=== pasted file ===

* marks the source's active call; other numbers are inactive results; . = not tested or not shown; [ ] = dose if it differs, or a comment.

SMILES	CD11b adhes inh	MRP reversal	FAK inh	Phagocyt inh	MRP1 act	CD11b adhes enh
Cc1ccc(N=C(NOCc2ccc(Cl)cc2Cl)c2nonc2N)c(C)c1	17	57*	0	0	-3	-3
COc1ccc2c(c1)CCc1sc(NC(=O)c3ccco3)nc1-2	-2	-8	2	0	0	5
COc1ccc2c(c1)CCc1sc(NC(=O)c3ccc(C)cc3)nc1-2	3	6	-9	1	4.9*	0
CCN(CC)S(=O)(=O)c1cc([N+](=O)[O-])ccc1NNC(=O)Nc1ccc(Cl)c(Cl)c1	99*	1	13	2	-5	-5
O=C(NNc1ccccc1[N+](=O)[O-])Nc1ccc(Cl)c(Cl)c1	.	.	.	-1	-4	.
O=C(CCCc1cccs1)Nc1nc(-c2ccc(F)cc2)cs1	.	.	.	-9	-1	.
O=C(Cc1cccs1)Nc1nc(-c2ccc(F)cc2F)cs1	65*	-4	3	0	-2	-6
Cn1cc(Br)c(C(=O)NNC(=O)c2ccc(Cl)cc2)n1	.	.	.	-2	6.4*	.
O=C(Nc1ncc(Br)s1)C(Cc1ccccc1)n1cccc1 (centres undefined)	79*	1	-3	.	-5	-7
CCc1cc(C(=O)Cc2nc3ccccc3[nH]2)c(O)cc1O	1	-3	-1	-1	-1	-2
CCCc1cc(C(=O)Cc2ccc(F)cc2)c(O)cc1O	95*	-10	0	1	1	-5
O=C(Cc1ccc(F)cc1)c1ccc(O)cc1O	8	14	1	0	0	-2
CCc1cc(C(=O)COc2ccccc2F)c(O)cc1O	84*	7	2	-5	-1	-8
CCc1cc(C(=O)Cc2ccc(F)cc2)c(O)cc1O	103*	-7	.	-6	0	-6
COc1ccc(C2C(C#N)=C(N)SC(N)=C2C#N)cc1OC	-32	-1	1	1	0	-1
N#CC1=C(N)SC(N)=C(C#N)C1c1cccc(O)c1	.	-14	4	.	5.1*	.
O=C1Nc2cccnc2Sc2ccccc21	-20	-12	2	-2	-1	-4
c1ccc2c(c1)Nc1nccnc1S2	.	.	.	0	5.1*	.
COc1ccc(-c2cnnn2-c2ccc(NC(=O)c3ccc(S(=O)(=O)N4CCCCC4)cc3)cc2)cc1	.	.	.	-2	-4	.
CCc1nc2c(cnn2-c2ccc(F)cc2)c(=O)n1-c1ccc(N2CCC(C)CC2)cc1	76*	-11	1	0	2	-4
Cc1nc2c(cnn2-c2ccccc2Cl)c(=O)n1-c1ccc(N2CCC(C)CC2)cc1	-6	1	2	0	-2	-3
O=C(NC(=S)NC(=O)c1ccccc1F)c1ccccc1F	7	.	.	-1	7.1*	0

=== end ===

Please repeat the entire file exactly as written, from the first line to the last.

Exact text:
* marks the source's active call; other numbers are inactive results; . = not tested or not shown; [ ] = dose if it differs, or a comment.

SMILES	CD11b adhes inh	MRP reversal	FAK inh	Phagocyt inh	MRP1 act	CD11b adhes enh
Cc1ccc(N=C(NOCc2ccc(Cl)cc2Cl)c2nonc2N)c(C)c1	17	57*	0	0	-3	-3
COc1ccc2c(c1)CCc1sc(NC(=O)c3ccco3)nc1-2	-2	-8	2	0	0	5
COc1ccc2c(c1)CCc1sc(NC(=O)c3ccc(C)cc3)nc1-2	3	6	-9	1	4.9*	0
CCN(CC)S(=O)(=O)c1cc([N+](=O)[O-])ccc1NNC(=O)Nc1ccc(Cl)c(Cl)c1	99*	1	13	2	-5	-5
O=C(NNc1ccccc1[N+](=O)[O-])Nc1ccc(Cl)c(Cl)c1	.	.	.	-1	-4	.
O=C(CCCc1cccs1)Nc1nc(-c2ccc(F)cc2)cs1	.	.	.	-9	-1	.
O=C(Cc1cccs1)Nc1nc(-c2ccc(F)cc2F)cs1	65*	-4	3	0	-2	-6
Cn1cc(Br)c(C(=O)NNC(=O)c2ccc(Cl)cc2)n1	.	.	.	-2	6.4*	.
O=C(Nc1ncc(Br)s1)C(Cc1ccccc1)n1cccc1 (centres undefined)	79*	1	-3	.	-5	-7
CCc1cc(C(=O)Cc2nc3ccccc3[nH]2)c(O)cc1O	1	-3	-1	-1	-1	-2
CCCc1cc(C(=O)Cc2ccc(F)cc2)c(O)cc1O	95*	-10	0	1	1	-5
O=C(Cc1ccc(F)cc1)c1ccc(O)cc1O	8	14	1	0	0	-2
CCc1cc(C(=O)COc2ccccc2F)c(O)cc1O	84*	7	2	-5	-1	-8
CCc1cc(C(=O)Cc2ccc(F)cc2)c(O)cc1O	103*	-7	.	-6	0	-6
COc1ccc(C2C(C#N)=C(N)SC(N)=C2C#N)cc1OC	-32	-1	1	1	0	-1
N#CC1=C(N)SC(N)=C(C#N)C1c1cccc(O)c1	.	-14	4	.	5.1*	.
O=C1Nc2cccnc2Sc2ccccc21	-20	-12	2	-2	-1	-4
c1ccc2c(c1)Nc1nccnc1S2	.	.	.	0	5.1*	.
COc1ccc(-c2cnnn2-c2ccc(NC(=O)c3ccc(S(=O)(=O)N4CCCCC4)cc3)cc2)cc1	.	.	.	-2	-4	.
CCc1nc2c(cnn2-c2ccc(F)cc2)c(=O)n1-c1ccc(N2CCC(C)CC2)cc1	76*	-11	1	0	2	-4
Cc1nc2c(cnn2-c2ccccc2Cl)c(=O)n1-c1ccc(N2CCC(C)CC2)cc1	-6	1	2	0	-2	-3
O=C(NC(=S)NC(=O)c1ccccc1F)c1ccccc1F	7	.	.	-1	7.1*	0